Scandal Threatens Colombians' Budding Trust in Government

by Jesus Rios

In 2006, Colombian population more likely than neighbors to express confidence


PRINCETON, NJ -- The third country visited by President Bush in his five-nation Latin America tour was the United States' strongest ally in the region, as well as the largest recipient of U.S. assistance in Latin America's recent history. Colombia has received considerable attention in recent years from U.S. administrations and lawmakers because the country is the world's top producer of illicit drugs and the source of 90% of the cocaine consumed in the United States.

Since the year 2000, Colombia has received $4.7 billion in U.S. aid in support of Plan Colombia and other initiatives to stem the flow of narcotics. Plan Colombia was a five-year strategy launched by Colombian authorities in the late 1990s to strengthen law enforcement and democratic institutions, combat illicit drug trade, and boost economic growth. The plan's results and subsequent anti-narcotic efforts by Colombian President Alvaro Uribe have been consistently praised by U.S. officials.

The Colombian people may be noticing the results as well. Like its neighbors in the Andean region, Colombia has a long way to go in strengthening residents' confidence in government. However, 2006 Gallup World Poll data collected in Colombia and the other Andean nations (Venezuela, Bolivia, Ecuador, and Peru), indicate Colombians rate certain aspects of government and the rule of law more positively than average for the region.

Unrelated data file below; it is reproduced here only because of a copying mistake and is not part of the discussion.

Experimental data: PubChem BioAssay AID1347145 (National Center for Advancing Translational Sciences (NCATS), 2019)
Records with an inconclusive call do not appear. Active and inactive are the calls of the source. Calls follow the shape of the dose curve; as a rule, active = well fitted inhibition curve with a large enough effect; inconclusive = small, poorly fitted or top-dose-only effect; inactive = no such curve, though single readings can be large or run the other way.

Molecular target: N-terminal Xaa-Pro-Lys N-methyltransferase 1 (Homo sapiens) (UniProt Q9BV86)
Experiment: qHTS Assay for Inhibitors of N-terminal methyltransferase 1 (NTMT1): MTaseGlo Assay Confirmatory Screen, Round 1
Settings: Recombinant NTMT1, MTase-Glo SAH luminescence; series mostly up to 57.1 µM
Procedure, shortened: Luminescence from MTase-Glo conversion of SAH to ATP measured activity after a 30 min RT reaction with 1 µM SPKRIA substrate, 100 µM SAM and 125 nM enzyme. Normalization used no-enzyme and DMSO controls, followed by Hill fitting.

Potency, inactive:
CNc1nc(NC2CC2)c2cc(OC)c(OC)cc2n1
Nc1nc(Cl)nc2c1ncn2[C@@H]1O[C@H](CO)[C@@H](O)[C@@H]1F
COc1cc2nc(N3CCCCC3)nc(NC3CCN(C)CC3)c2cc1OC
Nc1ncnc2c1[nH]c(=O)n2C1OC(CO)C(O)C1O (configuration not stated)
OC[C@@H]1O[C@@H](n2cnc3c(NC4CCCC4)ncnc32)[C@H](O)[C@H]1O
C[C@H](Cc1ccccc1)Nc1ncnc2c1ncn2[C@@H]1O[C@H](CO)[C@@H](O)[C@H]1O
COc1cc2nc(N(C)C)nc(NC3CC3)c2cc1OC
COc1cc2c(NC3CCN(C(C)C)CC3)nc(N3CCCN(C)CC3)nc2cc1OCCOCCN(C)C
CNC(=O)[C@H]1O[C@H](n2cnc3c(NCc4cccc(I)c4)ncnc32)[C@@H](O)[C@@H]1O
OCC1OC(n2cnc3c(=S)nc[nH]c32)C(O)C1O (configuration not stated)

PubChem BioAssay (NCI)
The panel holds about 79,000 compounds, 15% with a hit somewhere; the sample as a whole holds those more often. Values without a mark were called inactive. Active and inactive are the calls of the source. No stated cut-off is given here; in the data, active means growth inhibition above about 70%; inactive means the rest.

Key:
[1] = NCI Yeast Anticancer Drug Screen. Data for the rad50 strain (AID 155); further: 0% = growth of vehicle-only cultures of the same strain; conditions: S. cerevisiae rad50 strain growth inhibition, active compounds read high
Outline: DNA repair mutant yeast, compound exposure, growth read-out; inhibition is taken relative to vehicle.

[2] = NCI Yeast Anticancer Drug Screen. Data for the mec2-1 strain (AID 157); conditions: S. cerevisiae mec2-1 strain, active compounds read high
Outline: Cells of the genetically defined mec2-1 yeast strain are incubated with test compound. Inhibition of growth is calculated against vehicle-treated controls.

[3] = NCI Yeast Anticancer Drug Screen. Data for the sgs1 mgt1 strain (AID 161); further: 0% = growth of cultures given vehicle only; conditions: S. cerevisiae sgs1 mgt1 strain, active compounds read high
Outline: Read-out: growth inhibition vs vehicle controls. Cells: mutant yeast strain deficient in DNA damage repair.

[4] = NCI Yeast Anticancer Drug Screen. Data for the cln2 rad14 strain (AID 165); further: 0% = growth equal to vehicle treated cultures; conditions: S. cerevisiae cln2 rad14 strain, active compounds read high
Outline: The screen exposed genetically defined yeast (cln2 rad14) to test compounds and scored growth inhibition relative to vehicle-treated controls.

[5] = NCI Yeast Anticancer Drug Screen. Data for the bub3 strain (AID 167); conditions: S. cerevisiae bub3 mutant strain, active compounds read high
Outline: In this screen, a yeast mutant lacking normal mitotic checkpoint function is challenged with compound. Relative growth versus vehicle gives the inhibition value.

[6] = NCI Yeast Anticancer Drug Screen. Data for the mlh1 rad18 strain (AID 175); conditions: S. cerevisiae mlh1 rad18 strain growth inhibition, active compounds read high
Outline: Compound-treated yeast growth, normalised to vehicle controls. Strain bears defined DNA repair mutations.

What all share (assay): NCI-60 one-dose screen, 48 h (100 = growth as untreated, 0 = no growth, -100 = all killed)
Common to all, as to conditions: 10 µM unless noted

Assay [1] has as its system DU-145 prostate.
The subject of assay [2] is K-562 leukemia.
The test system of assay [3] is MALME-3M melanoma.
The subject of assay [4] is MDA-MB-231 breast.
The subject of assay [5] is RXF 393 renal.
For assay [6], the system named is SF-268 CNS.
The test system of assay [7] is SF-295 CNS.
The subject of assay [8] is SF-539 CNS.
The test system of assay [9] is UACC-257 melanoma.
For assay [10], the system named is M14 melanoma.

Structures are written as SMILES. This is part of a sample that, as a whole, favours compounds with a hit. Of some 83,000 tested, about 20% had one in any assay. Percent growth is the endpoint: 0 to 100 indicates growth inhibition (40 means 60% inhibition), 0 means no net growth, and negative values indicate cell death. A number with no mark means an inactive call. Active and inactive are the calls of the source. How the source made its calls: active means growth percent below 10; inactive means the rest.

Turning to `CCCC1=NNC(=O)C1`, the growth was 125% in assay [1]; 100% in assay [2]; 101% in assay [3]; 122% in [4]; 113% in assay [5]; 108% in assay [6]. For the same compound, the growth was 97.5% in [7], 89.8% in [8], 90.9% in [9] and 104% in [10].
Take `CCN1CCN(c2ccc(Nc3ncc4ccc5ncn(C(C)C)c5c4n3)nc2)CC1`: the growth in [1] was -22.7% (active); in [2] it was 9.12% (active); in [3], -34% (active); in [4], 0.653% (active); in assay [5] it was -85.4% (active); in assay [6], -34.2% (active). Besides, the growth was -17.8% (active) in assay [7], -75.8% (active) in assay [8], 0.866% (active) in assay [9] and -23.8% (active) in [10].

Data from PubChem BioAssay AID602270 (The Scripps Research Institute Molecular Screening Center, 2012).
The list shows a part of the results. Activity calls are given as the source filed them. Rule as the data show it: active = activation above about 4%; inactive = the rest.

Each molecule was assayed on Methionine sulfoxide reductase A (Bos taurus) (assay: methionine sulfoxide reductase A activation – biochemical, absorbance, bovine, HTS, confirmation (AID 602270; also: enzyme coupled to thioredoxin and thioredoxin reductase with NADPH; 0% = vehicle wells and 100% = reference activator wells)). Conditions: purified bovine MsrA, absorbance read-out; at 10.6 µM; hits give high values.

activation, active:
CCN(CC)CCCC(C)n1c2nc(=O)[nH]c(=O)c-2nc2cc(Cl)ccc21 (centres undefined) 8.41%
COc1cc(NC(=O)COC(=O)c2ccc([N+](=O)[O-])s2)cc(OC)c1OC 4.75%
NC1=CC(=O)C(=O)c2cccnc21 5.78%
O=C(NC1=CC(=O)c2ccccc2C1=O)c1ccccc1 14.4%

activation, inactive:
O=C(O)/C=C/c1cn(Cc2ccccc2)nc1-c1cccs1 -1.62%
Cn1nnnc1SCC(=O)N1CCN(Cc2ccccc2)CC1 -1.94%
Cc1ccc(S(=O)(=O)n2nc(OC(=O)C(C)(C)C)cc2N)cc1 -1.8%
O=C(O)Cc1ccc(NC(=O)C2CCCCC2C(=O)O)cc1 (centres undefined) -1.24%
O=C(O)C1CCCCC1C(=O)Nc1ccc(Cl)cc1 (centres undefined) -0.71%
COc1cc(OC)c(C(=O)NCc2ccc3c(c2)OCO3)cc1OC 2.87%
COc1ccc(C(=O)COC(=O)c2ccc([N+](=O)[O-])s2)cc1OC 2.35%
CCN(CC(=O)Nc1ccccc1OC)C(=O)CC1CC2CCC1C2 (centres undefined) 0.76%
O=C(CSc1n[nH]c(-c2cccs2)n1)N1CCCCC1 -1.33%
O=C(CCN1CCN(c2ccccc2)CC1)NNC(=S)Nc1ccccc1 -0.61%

• Nearly 6 out of 10 Colombians express trust in their military and police corps (58% and 54%, respectively). The average rating for the military in the Andean region is 45%, while the average for the police corps is 44%.
  • The national government and the judiciary elicit the confidence of 48% and 38% of Colombians, respectively. Again, these figures are higher than the regional averages of 38% and 29%.
  • Nevertheless, there appears to be ample room for strengthening the rule of law in Colombia. Only one in three Colombians (32%) are satisfied with the efforts being made to fight crime and corruption, just above the regional figure of 24%.
  • Similarly, one-third of Colombians (33%) believe their congress is able to make decisions without undue pressure from other powers. This figure is about on par with the overall regional finding of 30%.

Unfortunately, events preceding Bush's visit have prevented him from highlighting progress in Colombia. Eight pro-Uribe congressmen have been arrested and dozens of others are being investigated for allegedly collaborating with a right-wing anti-guerrilla group accused of murder and drug trafficking.

The arrests highlight concerns raised by Uribe's opposition that human rights have been violated in the implementation of Plan Colombia and subsequent U.S.-supported anti-narcotic and anti-terrorist activities. Though the scandal cast a shadow over Bush's visit, it didn't stop him from pledging to support additional U.S. aid to Colombia. It may have far more important long-run implications, however, if it reduces Colombians' trust in government and erodes Uribe's popular mandate.

Survey Methods

These results are based on face-to-face interviews with a randomly selected national sample of 1,000 Colombians, aged 15 and older, conducted in May 2006. For results based on this sample, one can say with 95% confidence that the maximum error attributable to sampling, weighting, and other random effects is ±3 percentage points for a percentage at 50%. In addition to sampling error, question wording and practical difficulties in conducting surveys can introduce error or bias into the findings of public opinion polls.

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